Shoeing Omaha: “Attirement of Their Feet” in 1888

Browsing through the advertisements in early Nebraska newspapers reveals that our grandparents and great-grandparents had a choice of fashionable footwear. “A neat foot in a tidy fitting shoe or boot is the pride of the average man and woman,” said the Omaha Daily Bee on April 22, 1888, “and it goes without saying that they will in nine cases out of ten sacrifice the balance of their attire for the more aesthetic attirement of their feet.”

Bee reporter, after visits to several Omaha shoe stores and interviews of the employees, noted that a weakness for buying shoes “is more noticeable among the female sex, and the existence of the shoe clerk is made miserable and desperate at times in catering to the whims and vanity of the customer. . . . If a woman with a number four foot comes in and calls for a number three shoe, he must abide by her demands, not betray his emotions but look pleasant while he strives to force the much undersized shoe on the overlarge foot. This is a very difficult task, but practice in time makes perfect, and the clerk finally becomes hardened to the cruelty the buyer inflicts upon herself.”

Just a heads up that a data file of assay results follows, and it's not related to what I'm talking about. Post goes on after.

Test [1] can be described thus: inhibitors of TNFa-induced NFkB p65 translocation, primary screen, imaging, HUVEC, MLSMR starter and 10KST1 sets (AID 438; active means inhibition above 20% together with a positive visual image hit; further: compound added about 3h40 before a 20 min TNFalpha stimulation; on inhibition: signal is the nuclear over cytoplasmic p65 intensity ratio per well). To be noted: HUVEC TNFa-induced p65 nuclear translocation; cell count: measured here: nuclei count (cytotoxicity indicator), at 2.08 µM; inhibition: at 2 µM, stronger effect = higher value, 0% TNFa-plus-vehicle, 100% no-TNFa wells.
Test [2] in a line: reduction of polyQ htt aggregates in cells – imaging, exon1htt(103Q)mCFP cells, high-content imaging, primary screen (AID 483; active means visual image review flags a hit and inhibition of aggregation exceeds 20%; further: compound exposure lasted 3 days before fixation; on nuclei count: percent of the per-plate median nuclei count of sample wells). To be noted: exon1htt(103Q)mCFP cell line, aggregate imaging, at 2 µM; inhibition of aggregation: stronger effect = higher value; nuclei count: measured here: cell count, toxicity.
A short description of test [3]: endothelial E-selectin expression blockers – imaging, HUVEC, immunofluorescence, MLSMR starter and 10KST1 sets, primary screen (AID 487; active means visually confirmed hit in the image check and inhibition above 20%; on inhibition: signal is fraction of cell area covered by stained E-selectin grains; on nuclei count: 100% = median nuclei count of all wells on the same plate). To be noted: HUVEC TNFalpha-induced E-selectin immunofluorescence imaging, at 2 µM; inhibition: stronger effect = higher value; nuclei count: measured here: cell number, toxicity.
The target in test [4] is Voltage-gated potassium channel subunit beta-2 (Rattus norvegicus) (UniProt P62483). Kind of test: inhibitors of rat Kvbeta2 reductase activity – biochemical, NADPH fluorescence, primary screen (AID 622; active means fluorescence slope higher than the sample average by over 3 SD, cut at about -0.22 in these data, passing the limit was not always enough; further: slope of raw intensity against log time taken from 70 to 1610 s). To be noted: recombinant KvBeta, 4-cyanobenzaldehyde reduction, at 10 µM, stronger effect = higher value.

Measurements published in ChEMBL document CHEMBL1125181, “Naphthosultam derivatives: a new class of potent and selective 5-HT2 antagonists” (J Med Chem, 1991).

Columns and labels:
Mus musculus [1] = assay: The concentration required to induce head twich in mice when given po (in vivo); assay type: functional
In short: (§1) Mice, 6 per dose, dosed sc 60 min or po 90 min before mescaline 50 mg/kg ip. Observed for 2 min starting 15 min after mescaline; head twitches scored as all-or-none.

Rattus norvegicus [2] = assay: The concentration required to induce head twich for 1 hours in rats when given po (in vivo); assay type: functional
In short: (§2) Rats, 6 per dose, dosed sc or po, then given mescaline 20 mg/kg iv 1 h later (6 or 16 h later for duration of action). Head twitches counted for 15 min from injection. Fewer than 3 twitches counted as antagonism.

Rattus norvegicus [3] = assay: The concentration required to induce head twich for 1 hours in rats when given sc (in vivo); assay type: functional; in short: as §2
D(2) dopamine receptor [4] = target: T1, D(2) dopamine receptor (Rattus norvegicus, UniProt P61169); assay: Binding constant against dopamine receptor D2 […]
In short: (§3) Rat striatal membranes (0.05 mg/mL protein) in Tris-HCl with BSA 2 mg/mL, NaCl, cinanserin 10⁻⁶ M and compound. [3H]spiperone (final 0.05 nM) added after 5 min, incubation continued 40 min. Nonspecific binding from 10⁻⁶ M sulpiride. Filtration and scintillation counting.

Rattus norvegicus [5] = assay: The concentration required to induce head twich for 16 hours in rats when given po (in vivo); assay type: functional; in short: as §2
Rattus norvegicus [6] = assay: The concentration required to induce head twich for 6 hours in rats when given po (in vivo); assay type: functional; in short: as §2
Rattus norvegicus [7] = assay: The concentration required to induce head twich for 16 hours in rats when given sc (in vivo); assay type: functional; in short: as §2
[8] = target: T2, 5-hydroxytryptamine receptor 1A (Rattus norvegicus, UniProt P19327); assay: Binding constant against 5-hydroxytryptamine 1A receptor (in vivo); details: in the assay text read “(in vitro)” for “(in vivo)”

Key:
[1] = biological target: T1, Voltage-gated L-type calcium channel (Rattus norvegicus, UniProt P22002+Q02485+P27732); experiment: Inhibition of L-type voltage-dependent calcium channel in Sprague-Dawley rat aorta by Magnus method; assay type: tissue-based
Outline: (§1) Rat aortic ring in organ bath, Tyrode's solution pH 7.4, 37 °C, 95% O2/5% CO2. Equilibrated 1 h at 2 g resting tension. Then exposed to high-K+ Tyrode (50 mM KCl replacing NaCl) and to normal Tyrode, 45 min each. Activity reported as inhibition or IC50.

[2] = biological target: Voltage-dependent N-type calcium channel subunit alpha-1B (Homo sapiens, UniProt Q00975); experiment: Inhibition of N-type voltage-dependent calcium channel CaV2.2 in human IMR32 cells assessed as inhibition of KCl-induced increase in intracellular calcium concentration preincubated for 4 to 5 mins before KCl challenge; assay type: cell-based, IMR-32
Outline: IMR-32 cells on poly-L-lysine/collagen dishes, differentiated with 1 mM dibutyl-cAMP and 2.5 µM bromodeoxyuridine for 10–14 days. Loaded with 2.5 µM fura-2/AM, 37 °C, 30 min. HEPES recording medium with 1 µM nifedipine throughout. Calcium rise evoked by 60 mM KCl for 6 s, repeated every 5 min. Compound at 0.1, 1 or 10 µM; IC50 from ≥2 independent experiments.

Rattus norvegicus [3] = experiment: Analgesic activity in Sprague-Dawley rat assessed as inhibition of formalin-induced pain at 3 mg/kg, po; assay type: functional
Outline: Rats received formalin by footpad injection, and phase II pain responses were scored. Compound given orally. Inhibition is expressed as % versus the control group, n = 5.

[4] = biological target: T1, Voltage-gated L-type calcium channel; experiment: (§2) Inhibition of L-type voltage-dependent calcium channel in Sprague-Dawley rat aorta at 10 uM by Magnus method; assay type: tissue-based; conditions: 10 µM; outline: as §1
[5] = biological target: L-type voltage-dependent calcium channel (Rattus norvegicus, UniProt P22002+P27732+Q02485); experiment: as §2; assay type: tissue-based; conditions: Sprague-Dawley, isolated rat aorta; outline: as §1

The reporter asked employees in the stores he visited for statistics on the sizes of shoes asked for by Omaha shoppers. “At the establishment of Charles W. Cook a half dozen clerks were busy fitting shoes on the feet of men and women, and, replacing in boxes numberless pairs that had been tried on and discarded by dissatisfied customers. ‘What are the average size of shoes worn by women?’ was asked of the younger Mr. Cook.

“‘Well,’ was the curt reply, ‘they vary like the weather, and we sell some very large ones and some very small ones. However, as far as my observation goes, the ruling sizes are from 3 l/2 to 4’s, made on different kinds of lasts. Some are longer than others, and others broader. We do sell some 3’s but they are few and far between, and in instances of that kind it may be set down that the purchaser would enjoy greater comfort in a shoe a half or full size larger.’

“‘How is it with the men?’ ‘Men as a rule wear from 7’s to 8’s but we have larger sizes. Nevertheless, the first mentioned numbers take the lead.'”

One clerk at another Omaha shoe store corroborated the prevalence of sizes which seem small to the shoe shoppers of 2012, and added: “Men do not wear as large shoes as is supposed. They will average from seven to eight and a half, but eight is about the nearest.”

As modern Americans grew taller and heavier, the size of their feet kept pace. Visitors to the exhibits in the Nebraska History Museum now marvel at the small boots and shoes that once graced the feet of Nebraskans of an earlier day.


This advertisement for A. D. Morse’s Retail Shoe Store appeared in the Excelsior Family Directory of Omaha, 1890-91 (Omaha: Chase and Eddy).

This woman’s wedding shoe was worn by Lucretia Hey Shoemaker in 1884. NSHS 3975-76-(1-2)


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